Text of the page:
Personally, R-11 (see below) is my favorite all-around reticle. It’s a circle within a circle and works well for every weapon I’ve used with this optic.
For shotguns specifically, I like the box-shaped R-14 and patterning inside of the box. The R-03 and R-15 are perfect for AR-15 style rifles, and I tend to drift towards those two for rifles.
The only reticle I have an issue with is the actual single dot. It’s very small — maybe 1 MOA — and I like a bigger dot than that on a zero magnification sight.
Swapping between reticles and changing brightness levels is done through the optic’s forward controls. They deliver tactile feedback and the screen immediately changes when the button is pressed. It seems like it would be complicated, but it honestly takes no time at all to learn.
Finally, when it comes to shooting, the Meprolight Foresight works like any premium grade red dot reflex sight. The Foresight allows me to get shots on targets faster than irons and honestly makes shooting more fun.
Something about red dots makes me just have more fun at the range. I also tend to prefer a square-shaped window over a round optic. It gives me better peripheral vision and a wider viewing window. Unfortunately, the Foresight has a bit of perceptible purple tint that kills such a nice sight picture.
I took someone who’s relatively new shooting out armed with a 9mm PCC and the Meprolight Foresight, and for thirty rounds straight, she rang a 10-inch gong at 25 yards. While I’m sure anyone reading this can do the same, it was an excellent confidence booster for a new shooter.
The Foresight sits high enough to allow for a comfortable cheek weld on a variety of weapons. Its more or less AR height and will work with most modern guns. It seemed to work perfectly fine with the Benelli stock, a standard AR stock, and CZ Scorpion PDW brace.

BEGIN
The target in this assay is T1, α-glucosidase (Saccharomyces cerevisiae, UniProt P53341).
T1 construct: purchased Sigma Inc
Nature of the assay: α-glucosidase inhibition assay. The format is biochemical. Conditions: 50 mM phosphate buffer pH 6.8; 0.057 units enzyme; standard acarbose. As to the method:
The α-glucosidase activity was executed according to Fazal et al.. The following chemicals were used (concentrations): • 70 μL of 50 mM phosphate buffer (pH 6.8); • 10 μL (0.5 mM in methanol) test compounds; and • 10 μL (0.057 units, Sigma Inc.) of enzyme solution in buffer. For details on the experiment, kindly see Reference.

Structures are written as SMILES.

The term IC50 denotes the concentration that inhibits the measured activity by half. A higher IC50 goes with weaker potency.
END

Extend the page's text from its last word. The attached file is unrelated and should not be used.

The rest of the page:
Backing off to 50 yards with the Scorpion and 100 yards with the AR delivered excellent results on that same ten-inch gong.
Better yet, transitioning between a man-sized target and the gong was easy going. It allowed me to take a series of rapid shots on the man-sized target before slowing it down and taking more precise shots on the smaller target. It was a good representation of trying to shoot a target and then trying to shoot the same target when it takes cover.
One hundred yards is as far as my home range goes, so to go further, I had to take a field trip. At two hundred yards in the prone position, I turned down the reticle’s brightness and used the R-15 reticle on an AR 500 IPSC target and made more positive hits than I missed.
This trip also served to remind me to get out and stretch my legs at different ranges more because I sucked hard at the standing at 200 yards.
Color me impressed by the Foresight. I found it to be an awesome addition to a variety of weapons. It made me faster on target, faster to transition targets, and gave me the ability to engage big targets faster at range as well as slow down and engage small targets with precision.
The Meprolight Foresight red dot is beginner-friendly, and with newer, younger shooters, the phone interface makes it simple and quick to access.
Specifications: Meprolight Foresight Augmented Red Dot Sight
Brightness Levels: 9
Window Dimensions: 1.299″ x .787″
Overall Dimensions: 4.6” x 2.35” x 2.65”
Weight: 9.9 ounces
Price: about $650 retail
Ratings (out of five stars):
Optics: * * * *
The glass appears to be quite clear, and the image displayed by the optic is crisp and non-grainy. Unfortunately, the purple tint pops up and seems most common when you are shooting in the shade at a target in the sun. (The photo above make it looks worse than it is.)
Design: * * * *
This is a premium grade optic, and the quality of the build is in the same realm as an EOTech or Trijicon. It’s a bit bulky, and I ran into issues going over the Benelli M4 doing a port load. The 9.9-ounce weight makes it a little lighter than most professional-grade red dot or reflex sights.
Options and Adjustments: * * * * *
Adjustments are very simple to make on both the app and the optic itself. The controls on the optic make it easy, and the app makes it even easier to zero. It’s a simple system, but if you are in love with turrets, you won’t love the foresight.
Features: * * * * * (with the app) * * * (without the app)
Zeroing with the app is easier and much quicker than even a turret-style optic. Swapping out your five reticles, swapping profiles, and updating the sight is only accessible through the app. Without the app you lose a lot of features and ease of use. It’s still a good optic, but without the app, the Meprolight M5 is a cheaper option with the same rugged design.
Overall: * * * * 1/2
The Meprolight Foresight is a unique optic that gives you an excellent interface between gun and optic and a piece of tech I have with me every day anyway. The ability to offer multiple weapon profiles is unique, and it’s damn handy. The Foresight is well built and a professional grade optic.